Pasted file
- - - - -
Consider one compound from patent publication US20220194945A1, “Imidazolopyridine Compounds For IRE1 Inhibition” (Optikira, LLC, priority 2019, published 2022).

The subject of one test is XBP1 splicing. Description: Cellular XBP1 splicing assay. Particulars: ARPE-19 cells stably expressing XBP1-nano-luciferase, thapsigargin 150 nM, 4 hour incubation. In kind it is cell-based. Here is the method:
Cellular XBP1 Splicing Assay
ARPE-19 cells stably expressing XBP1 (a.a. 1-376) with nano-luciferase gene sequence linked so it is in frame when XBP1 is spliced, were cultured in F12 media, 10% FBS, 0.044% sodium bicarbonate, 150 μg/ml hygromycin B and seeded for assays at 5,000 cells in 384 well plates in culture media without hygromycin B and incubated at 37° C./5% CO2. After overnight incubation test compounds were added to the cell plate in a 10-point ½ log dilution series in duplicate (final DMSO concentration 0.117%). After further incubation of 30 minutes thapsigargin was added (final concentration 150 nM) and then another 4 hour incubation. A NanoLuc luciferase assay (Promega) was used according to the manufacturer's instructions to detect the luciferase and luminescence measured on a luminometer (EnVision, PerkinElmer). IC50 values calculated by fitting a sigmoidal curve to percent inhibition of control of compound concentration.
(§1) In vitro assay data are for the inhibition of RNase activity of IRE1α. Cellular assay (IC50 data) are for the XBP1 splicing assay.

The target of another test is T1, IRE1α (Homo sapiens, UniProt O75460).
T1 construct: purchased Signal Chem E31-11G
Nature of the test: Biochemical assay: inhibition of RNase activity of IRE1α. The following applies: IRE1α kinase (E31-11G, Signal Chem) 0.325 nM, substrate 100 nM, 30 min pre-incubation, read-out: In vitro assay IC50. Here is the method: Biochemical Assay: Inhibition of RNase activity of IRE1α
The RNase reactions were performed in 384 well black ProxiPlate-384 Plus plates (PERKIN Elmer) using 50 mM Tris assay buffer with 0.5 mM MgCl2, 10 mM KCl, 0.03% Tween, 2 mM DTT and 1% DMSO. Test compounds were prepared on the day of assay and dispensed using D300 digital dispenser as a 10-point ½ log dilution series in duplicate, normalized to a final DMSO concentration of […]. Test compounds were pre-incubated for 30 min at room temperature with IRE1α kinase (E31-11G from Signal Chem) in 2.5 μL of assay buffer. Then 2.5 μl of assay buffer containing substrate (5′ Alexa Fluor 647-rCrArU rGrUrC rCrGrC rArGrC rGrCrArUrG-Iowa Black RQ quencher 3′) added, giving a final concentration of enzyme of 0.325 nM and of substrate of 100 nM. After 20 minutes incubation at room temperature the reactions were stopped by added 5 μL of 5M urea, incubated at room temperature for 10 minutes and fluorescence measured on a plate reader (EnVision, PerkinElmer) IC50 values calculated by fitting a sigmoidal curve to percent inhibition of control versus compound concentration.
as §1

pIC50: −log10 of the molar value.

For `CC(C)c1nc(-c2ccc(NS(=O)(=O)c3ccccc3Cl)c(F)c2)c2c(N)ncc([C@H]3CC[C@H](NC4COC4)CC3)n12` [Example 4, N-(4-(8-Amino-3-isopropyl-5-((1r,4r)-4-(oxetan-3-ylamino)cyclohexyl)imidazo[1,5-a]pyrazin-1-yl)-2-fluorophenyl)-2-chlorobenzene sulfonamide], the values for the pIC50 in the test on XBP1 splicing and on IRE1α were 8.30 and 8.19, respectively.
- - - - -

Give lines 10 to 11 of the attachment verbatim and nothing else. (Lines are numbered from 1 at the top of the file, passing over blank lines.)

as §1

pIC50: −log10 of the molar value.